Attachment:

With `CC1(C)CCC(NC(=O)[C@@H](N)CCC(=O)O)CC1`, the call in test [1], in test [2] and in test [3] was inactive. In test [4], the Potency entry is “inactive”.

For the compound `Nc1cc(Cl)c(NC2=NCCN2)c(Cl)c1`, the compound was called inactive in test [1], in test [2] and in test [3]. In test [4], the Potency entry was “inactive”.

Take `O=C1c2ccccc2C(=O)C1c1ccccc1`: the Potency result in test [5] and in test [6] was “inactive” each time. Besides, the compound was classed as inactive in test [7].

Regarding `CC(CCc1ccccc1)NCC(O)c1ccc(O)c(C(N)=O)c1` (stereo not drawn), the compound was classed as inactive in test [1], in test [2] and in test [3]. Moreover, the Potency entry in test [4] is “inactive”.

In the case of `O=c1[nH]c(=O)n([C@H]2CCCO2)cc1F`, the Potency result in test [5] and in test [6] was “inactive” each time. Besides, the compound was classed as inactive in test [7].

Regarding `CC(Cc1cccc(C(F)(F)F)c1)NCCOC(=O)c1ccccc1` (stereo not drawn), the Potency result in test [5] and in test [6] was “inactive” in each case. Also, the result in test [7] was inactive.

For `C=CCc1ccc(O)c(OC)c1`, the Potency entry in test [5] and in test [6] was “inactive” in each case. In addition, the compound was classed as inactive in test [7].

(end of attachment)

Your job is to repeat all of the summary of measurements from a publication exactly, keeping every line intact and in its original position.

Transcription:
With `CC1(C)CCC(NC(=O)[C@@H](N)CCC(=O)O)CC1`, the call in test [1], in test [2] and in test [3] was inactive. In test [4], the Potency entry is “inactive”.

For the compound `Nc1cc(Cl)c(NC2=NCCN2)c(Cl)c1`, the compound was called inactive in test [1], in test [2] and in test [3]. In test [4], the Potency entry was “inactive”.

Take `O=C1c2ccccc2C(=O)C1c1ccccc1`: the Potency result in test [5] and in test [6] was “inactive” each time. Besides, the compound was classed as inactive in test [7].

Regarding `CC(CCc1ccccc1)NCC(O)c1ccc(O)c(C(N)=O)c1` (stereo not drawn), the compound was classed as inactive in test [1], in test [2] and in test [3]. Moreover, the Potency entry in test [4] is “inactive”.

In the case of `O=c1[nH]c(=O)n([C@H]2CCCO2)cc1F`, the Potency result in test [5] and in test [6] was “inactive” each time. Besides, the compound was classed as inactive in test [7].

Regarding `CC(Cc1cccc(C(F)(F)F)c1)NCCOC(=O)c1ccccc1` (stereo not drawn), the Potency result in test [5] and in test [6] was “inactive” in each case. Also, the result in test [7] was inactive.

For `C=CCc1ccc(O)c(OC)c1`, the Potency entry in test [5] and in test [6] was “inactive” in each case. In addition, the compound was classed as inactive in test [7].